Whisky Review: The Dalmore King Alexander III

The Dalmore King Alexander IIITales of daring and adventure are not in short supply within scotch whisky marketing departments. Just the name of The Dalmore 1263 King Alexander III reads as a CliffsNotes retelling of the early days of Clan Mackenzie. You see, in 1263, Mackenzie founder Colin Fitzgerald saved King Alexander III from an attack by a stag during a hunting expedition. As a result, the king granted the lands of Kintail to Colin.

This hereditary right was further established by King David II in 1362. In addition to these land rights, Alexander III bestowed the honor of bearing a stag’s head to the Mackenzies. This is the origin of today’s stag adorning each bottle of The Dalmore, as well as the explanation behind the name of the dram being reviewed here.

Though currently released as simply The Dalmore King Alexander III the version reviewed today is labeled fully as The Dalmore 1263 King Alexander III. Either way you choose to refer to it, the whisky features a bit of a mouthful on the label. This translates into the process utilized in creating this luxurious single malt, as no fewer than six cask types were chosen for the maturation process.

As one would expect, ex-bourbon barrels are amongst those selected for this dram. Moving beyond these more common casks, components of King Alexander III also spend time maturing in Matusalem oloroso sherry butts, Port pipes, Madeira barrels, Marsala casks, and casks that formerly held Cabernet Sauvignon. When finally brought together, the rather busy dram is adorned with its appropriately busy moniker.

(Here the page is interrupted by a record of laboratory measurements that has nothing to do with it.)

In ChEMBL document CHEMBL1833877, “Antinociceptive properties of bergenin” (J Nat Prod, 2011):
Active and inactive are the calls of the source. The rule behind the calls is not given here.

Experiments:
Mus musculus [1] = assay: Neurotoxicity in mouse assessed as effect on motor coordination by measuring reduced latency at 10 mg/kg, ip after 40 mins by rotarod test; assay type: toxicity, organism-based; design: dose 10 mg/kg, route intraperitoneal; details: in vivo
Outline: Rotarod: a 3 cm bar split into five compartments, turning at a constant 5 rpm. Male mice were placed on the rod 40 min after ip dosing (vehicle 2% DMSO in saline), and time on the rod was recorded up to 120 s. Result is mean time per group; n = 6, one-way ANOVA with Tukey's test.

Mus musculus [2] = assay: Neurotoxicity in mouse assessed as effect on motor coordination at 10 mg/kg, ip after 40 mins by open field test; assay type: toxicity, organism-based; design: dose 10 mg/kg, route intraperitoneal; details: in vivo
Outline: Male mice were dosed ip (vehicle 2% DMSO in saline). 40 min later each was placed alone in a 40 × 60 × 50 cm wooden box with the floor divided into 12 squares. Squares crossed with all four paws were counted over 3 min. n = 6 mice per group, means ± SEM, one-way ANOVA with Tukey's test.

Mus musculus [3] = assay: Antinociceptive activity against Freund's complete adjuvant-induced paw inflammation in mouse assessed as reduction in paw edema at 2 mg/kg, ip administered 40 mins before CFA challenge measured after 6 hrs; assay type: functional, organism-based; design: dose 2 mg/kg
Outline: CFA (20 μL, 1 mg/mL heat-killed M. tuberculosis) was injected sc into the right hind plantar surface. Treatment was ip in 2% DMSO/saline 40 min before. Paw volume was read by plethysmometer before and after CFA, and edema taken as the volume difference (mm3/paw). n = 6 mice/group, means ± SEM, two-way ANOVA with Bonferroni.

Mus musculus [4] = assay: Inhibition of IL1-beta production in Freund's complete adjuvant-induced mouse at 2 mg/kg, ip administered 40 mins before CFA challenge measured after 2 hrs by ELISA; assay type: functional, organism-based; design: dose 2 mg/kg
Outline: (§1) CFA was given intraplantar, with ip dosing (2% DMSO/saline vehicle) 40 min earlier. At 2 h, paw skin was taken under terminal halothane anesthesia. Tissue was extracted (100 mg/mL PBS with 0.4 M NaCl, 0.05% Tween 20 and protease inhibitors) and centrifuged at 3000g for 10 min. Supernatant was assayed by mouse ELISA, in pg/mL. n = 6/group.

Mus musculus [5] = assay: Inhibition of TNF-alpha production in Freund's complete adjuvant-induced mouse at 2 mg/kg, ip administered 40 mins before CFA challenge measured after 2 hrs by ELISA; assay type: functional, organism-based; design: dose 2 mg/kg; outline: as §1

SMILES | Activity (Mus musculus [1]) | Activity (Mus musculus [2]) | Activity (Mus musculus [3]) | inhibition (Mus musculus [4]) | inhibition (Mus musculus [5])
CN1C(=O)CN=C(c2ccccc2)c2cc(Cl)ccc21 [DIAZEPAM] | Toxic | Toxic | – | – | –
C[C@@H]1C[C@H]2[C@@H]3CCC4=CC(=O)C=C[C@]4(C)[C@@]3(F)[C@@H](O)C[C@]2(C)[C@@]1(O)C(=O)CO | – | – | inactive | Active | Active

The Dalmore 1263 King Alexander III is bottled at 40% alcohol by volume (80 proof) and features no age statement. Today’s King Alexander III is the crown jewel in The Dalmore’s Principal Collection. Other entries in this lineup include 12-, 15-, 18-, and 25-year-old single malts as well as the revamped NAS Cigar Malt Reserve. A bottle fetches from around the $200 mark to just a shade below $300 in many markets, with some a bit above or below.

Tasting Notes: The Dalmore King Alexander III

Vital Stats: 40% ABV (80 proof), no age statement, 100% malted barley, available around $180-290 per 750 ml bottle.

Appearance: Reddish-brown, deep amber with bright copper and emerald on the periphery. Thick, strong legs that retreat very slowly.

Nose: Lightly floral and surprisingly restrained. Somewhat buttery and nutty, with subtle fruit notes.

Palate: Thin mouthfeel reminiscent of white wine vinegar. Sweet and bitter in relatively equal measure. Dry. Load of somewhat bitter raisin in the initial tasting. Toffee sweetness, tart cherry, blueberry preserves, bittersweet chocolate, salted almond butter, marmalade, baked clove, overripe raspberries. Exceptionally long yet quite gentle finish, glowing in the rear of the mouth and back of the throat. Spice showing up very late in the finish leaving notes of dark chocolate cake and raspberry ganache.

Final Thoughts: 

This incarnation of The Dalmore is firmly rooted in the luxury whisky category based on the process used to create it and the subsequent price it commands. As the most expensive entry in the Principal Collection, I found the dram to be somewhat of a disappointment. There is a busy quality to the drinking of this which I found to be cumbersome. The layering was suitably complex but lacking in nuance to tie it all together in a cohesive narrative.

As a result, it felt like the ground was simply shifting beneath my feet, when I would have preferred to have been taken on a journey.